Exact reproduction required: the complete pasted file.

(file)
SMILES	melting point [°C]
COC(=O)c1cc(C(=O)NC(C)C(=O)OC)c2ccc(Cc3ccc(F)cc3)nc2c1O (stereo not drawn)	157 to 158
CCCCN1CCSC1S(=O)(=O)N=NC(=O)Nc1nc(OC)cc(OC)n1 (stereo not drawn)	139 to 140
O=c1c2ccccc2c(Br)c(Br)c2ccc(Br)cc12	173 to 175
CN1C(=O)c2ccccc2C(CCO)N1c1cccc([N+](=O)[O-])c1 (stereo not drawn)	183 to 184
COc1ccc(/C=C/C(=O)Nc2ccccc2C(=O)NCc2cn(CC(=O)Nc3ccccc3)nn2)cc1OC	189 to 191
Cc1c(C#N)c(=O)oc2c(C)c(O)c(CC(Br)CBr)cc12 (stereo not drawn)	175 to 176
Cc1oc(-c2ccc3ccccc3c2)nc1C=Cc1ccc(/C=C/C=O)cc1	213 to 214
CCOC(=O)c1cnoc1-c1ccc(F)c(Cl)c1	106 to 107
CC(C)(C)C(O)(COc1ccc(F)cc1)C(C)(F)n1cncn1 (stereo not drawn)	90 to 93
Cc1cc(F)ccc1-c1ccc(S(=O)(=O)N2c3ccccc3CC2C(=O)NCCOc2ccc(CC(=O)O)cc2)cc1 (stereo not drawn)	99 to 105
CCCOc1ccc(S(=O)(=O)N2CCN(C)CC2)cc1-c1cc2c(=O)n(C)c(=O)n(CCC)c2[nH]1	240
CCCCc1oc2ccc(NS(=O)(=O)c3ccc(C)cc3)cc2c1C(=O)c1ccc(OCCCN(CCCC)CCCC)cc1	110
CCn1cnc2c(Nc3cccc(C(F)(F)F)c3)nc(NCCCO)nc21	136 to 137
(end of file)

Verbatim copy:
SMILES	melting point [°C]
COC(=O)c1cc(C(=O)NC(C)C(=O)OC)c2ccc(Cc3ccc(F)cc3)nc2c1O (stereo not drawn)	157 to 158
CCCCN1CCSC1S(=O)(=O)N=NC(=O)Nc1nc(OC)cc(OC)n1 (stereo not drawn)	139 to 140
O=c1c2ccccc2c(Br)c(Br)c2ccc(Br)cc12	173 to 175
CN1C(=O)c2ccccc2C(CCO)N1c1cccc([N+](=O)[O-])c1 (stereo not drawn)	183 to 184
COc1ccc(/C=C/C(=O)Nc2ccccc2C(=O)NCc2cn(CC(=O)Nc3ccccc3)nn2)cc1OC	189 to 191
Cc1c(C#N)c(=O)oc2c(C)c(O)c(CC(Br)CBr)cc12 (stereo not drawn)	175 to 176
Cc1oc(-c2ccc3ccccc3c2)nc1C=Cc1ccc(/C=C/C=O)cc1	213 to 214
CCOC(=O)c1cnoc1-c1ccc(F)c(Cl)c1	106 to 107
CC(C)(C)C(O)(COc1ccc(F)cc1)C(C)(F)n1cncn1 (stereo not drawn)	90 to 93
Cc1cc(F)ccc1-c1ccc(S(=O)(=O)N2c3ccccc3CC2C(=O)NCCOc2ccc(CC(=O)O)cc2)cc1 (stereo not drawn)	99 to 105
CCCOc1ccc(S(=O)(=O)N2CCN(C)CC2)cc1-c1cc2c(=O)n(C)c(=O)n(CCC)c2[nH]1	240
CCCCc1oc2ccc(NS(=O)(=O)c3ccc(C)cc3)cc2c1C(=O)c1ccc(OCCCN(CCCC)CCCC)cc1	110
CCn1cnc2c(Nc3cccc(C(F)(F)F)c3)nc(NCCCO)nc21	136 to 137